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Home / Reviews / HJC Furion 2.0 helmet review

HJC Furion 2.0 helmet review

Does the 'semi-aero' HJC Furion 2.0 balance value and performance? We take to the wind tunnel and hit the roads to find out...

HJC Furion 2.0 helmet
Credit: Rob Slade

More famous for their motorcycle helmets, South Korean brand HJC describes the Furion 2.0 as a semi-aero helmet and that feels about right.

There are more aggressively aerodynamic lids on the market (and in our recent group test), but its drag-reducing abilities held up well in our wind-tunnel tests, while the weight of 216g for a medium puts it into closer to a climbing lid’s mass than the circa-275g aero road helmet competition.

Aerodynamic performance

HJC has been the official helmet supplier to WorldTour team Lotto Soudal since 2018, with HJC’s own laboratory ensuring that wind-tunnel time has gone into the making of the Furion 2.0.

The Furion’s aerodynamic abilities were tested in 220 Triathlon’s independent wind-tunnel analysis of 11 aero road helmets at the Silverstone Sports Engineering Hub with The Bike Tailor.

Its performance over our baseline Decathlon helmet at a 7.5° yaw angle with the rider on tri-bars were 18.6secs faster over a 40km bike leg at 30km/h, and a large 19.4secs swifter when riding at 40km/h.

The former result places it seventh in the placings, with the latter result seeing it come second out of the 11 helmets tested at a higher speed.

Fit and comfort

HJC’s Selfit retention system had me confused at first and I kept wanting to adjust the cradle myself, but I eventually let the spring-tensioned unit do the job itself and grew to like its mid-ride comfort.

The internal adjustment mechanism is adequate enough, but it wasn’t the easiest to snap back into place after I’d made my sizing adjustment.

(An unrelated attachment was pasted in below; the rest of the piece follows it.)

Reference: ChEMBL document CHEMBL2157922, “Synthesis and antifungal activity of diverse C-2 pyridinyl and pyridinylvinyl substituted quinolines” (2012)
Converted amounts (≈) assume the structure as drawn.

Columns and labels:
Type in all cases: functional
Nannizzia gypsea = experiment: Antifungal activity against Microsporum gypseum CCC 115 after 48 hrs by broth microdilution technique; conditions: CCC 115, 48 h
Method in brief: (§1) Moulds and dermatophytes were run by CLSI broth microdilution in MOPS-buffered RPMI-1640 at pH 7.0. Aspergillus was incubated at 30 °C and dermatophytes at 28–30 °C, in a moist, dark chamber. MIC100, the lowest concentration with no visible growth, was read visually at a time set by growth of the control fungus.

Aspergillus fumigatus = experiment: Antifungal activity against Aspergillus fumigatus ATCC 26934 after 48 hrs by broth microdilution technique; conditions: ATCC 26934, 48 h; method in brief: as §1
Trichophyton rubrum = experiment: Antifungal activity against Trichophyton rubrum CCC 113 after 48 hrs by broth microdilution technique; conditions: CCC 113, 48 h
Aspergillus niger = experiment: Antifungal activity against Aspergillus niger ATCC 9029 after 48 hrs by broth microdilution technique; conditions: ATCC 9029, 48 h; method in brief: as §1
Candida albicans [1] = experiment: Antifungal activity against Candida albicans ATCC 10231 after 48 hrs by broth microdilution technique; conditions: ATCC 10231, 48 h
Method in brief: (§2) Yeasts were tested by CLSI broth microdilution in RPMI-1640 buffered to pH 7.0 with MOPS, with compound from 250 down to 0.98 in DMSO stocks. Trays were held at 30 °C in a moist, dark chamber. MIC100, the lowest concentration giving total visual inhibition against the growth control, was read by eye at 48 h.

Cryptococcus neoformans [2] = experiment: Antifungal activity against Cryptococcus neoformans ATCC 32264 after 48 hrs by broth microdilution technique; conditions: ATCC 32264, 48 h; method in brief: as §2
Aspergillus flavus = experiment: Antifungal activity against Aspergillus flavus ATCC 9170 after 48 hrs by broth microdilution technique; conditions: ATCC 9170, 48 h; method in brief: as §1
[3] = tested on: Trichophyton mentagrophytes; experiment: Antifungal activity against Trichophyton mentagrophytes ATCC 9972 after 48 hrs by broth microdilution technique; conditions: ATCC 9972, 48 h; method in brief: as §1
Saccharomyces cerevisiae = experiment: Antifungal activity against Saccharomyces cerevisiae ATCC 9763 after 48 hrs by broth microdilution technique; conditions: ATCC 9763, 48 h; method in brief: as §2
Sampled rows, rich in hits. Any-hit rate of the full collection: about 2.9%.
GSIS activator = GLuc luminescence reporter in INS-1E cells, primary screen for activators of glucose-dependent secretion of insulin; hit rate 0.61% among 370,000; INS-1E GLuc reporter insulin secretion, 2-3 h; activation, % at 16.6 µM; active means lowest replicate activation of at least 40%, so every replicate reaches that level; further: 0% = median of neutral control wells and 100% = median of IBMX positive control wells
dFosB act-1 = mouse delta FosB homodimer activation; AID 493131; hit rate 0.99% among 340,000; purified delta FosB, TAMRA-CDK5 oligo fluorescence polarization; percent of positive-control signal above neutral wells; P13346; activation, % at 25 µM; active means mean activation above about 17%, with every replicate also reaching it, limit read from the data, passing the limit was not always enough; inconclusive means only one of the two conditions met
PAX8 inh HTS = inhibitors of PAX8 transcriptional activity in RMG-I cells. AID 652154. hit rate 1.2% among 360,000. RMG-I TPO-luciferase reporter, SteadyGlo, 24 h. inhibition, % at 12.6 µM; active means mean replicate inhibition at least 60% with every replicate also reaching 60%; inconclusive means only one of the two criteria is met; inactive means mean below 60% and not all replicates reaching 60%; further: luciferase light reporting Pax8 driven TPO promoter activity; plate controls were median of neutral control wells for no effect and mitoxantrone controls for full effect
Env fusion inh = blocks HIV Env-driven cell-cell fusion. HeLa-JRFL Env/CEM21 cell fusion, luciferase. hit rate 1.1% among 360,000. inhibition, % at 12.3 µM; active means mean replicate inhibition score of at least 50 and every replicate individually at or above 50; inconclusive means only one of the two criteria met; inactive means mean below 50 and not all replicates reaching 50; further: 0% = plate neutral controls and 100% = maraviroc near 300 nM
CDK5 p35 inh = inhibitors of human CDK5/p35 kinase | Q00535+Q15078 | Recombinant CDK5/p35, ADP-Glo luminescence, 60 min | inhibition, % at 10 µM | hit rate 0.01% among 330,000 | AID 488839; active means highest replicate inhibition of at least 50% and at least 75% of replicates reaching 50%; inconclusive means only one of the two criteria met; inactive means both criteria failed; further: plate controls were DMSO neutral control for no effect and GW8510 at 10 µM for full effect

The fairly standard straps and buckle sit close to the skin and are easy to adjust.

The cushioning is fairly minimal inside, and I’d ideally want more padding in the forehead area for long-distance triathlon.

Of note is the sizeable gel cushion that sits on the crown of the head and negates the need for padding, while also allowing extra air flow into the helmet.


HJC Furion 2 helmet
Credit: Rob Slade

What you don’t get inside is the Multi-Protectional Impact Protection System (MIPS), which is another reason for the Furion 2.0’s very low weight.

Also missing is any testing from the Virginia Tech institute, which we like to see on all helmets.

HJC does highlight that the helmet has an internal frame integrated into the EPS foam for reinforcement.

The satisfactory ventilation is delivered by the quintet of major forward-facing vents, two air channels on the sides and array of exhaust ports of various sizes at the back.

Weight and conclusion

While evidently not as vented as a climber’s helmet, the Furion 2.0 is one of the lightest aero road helmets around, with my medium-sized test helmet tipping the scales at a lean 216g for a medium.

This makes it easily the lightest in our recent group test and nearer to the 200g of the lightest climbing lids than the 275g mark commonly occupied by aero road helmets.

Add in the fine looks and 13 bold colourways and you have a winning helmet that offers decent ventilation, speed and a lean weight in a stylish package.

See our full list of the best aero road helmets for more top options.

220 Triathlon verdict

No MIPS, but this is a lightweight, fast and comfortable contender for tri. Score: 88%


  • Very lightweight for an aero-focused helmet
  • Decent aero performance at 40km/h


  • Cushioning is on the minimal side
  • No MIPS

HJC Furion 2.0 specs

Available from:Saddleback
Weight:216g (medium)
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